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Whooping cough, or pertussis, is a highly infectious disease that is more common in children than adults. Often, whooping cough may start as a common cold or develop as a complication of swine flu (Shiel, 2018). Compared to vaccinated children, unvaccinated ones are considered to have a higher risk of developing severe symptoms of this condition. During the pertussis outbreak, it is expected that children who have not received immunization will be affected by the disease the most. It is thus important for parents of unvaccinated children to learn about the dire consequences of the neglect to have timely immunization. Currently, whooping cough vaccination is recommended to young children in order to protect them from the disease.
The term population at risk is used to describe the part of the overall population that is exposed to the occurrence of the disease. Only 25 children in Fallsburg Elementary School received an immunization from whooping cough. However, the other 35 children have not received immunization, which means that they are at risk of acquiring this disease. After reviewing the collected data in regards to elementary school students, it has been found that only 42% of them are not at risk of developing whooping cough due to obtained immunization. The other 58% of children, though, are at risk of developing the disease. This means that if exposed to the disease, 58% of children will contract it.
Understanding the concepts of incidence, prevalence, morbidity, and mortality is crucial for tracking the occurrence of the disease and its effects on the population. Prevalence measures the percentage of both old and new cases related to the total number of people (New York State Department of Health, 1999). In other words, the prevalence rate may be interpreted as the probability of selecting a person with the condition at random.
The prevalence rate should not be confused with the incidence rate which measures only the percentage of new cases related to the total number of people. This rate thus indicates the speed at which an event occurs in the particular population or the risk of contracting the disease. The prevalence rate equals the incidence rate multiplied by the duration of the disease (Gerstman, 2013). However, this is true only for the cases when the disease is rare and the population is stationary.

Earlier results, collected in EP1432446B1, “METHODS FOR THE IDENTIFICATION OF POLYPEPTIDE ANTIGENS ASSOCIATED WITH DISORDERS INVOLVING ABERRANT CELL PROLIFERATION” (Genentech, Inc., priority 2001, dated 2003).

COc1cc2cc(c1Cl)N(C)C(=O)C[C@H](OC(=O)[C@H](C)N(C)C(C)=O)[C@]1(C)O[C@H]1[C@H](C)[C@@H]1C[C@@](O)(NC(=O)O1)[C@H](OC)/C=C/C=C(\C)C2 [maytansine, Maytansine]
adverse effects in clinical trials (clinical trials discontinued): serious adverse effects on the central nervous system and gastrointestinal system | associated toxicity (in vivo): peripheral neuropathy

Morbidity is just another term for the disease, injury, or disability. Incidence and prevalence are two basic types of measuring morbidity. Measures of morbidity thus characterize the number of people who become ill (incidence) or are ill at a given time (prevalence). The concept of mortality rate measures the number of deaths due to a particular illness in a specific population (Shiel, 2018). Types of mortality rates include fetal, infant, and maternal mortality rates.
There are death-specific rates that compare mortality at different ages and cause-specific death rates that attribute a number of deaths to a specific cause. For example, the rate of mortality caused by unintentional injury among children aged 5-9 is 718 (Centers for Disease Control and Prevention, 2019). At the same time, the rate of mortality caused by influenza and pneumonia for the same age category is only 62 (Centers for Disease Control and Prevention, 2019). Measurement of mortality rates with differentiation of causes of death allows for identifying the leading causes of death by age groups.
Centers for Disease Control and Prevention. (2019). Ten leading causes of death and injury. Web.
Gerstman, B. B. (2013). Chapter 3: Epidemiologic measures. In Epidemiology kept simple: An introduction to traditional and modern epidemiology (3rd ed.) Oxford, UK: Wiley-Blackwell. Web.
New York State Department of Health. (1999). Basic statistics: About incidence, prevalence, morbidity, and mortality – Statistics teaching tools. Web.
Shiel, W. C. (2018). Definition of mortality rate. Web.